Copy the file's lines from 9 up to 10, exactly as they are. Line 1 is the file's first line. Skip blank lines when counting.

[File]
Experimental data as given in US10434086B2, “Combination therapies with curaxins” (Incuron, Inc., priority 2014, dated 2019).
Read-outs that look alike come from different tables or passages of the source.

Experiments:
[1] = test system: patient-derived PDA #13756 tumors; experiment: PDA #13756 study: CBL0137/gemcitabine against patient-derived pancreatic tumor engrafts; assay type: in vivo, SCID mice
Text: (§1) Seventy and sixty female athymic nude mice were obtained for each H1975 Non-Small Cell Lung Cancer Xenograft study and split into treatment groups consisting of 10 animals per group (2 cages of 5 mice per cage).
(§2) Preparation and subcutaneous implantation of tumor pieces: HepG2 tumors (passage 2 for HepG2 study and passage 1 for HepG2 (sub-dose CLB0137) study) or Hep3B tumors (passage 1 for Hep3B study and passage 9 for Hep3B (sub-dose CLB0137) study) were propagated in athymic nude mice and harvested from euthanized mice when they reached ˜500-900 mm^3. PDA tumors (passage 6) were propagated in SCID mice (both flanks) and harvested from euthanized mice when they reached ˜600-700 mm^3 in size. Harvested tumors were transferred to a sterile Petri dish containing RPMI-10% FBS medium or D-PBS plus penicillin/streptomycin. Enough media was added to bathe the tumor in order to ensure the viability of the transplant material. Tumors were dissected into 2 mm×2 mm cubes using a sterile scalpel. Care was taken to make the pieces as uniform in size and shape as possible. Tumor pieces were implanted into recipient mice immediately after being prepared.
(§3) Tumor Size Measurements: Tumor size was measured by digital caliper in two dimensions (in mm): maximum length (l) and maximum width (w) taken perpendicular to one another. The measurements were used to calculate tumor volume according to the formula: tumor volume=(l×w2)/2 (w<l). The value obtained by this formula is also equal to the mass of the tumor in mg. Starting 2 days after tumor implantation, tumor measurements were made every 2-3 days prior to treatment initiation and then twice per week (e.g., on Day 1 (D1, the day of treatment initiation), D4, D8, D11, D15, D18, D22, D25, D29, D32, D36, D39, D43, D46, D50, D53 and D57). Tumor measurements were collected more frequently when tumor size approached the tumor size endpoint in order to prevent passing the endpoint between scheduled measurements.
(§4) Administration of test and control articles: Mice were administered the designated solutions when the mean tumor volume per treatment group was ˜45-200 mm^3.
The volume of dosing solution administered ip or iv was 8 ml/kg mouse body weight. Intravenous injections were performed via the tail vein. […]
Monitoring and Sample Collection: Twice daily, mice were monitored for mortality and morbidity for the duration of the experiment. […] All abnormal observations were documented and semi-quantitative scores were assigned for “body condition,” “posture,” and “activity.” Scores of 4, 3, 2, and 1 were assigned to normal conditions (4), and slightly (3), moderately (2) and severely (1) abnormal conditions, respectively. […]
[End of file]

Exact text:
The volume of dosing solution administered ip or iv was 8 ml/kg mouse body weight. Intravenous injections were performed via the tail vein. […]
Monitoring and Sample Collection: Twice daily, mice were monitored for mortality and morbidity for the duration of the experiment. […] All abnormal observations were documented and semi-quantitative scores were assigned for “body condition,” “posture,” and “activity.” Scores of 4, 3, 2, and 1 were assigned to normal conditions (4), and slightly (3), moderately (2) and severely (1) abnormal conditions, respectively. […]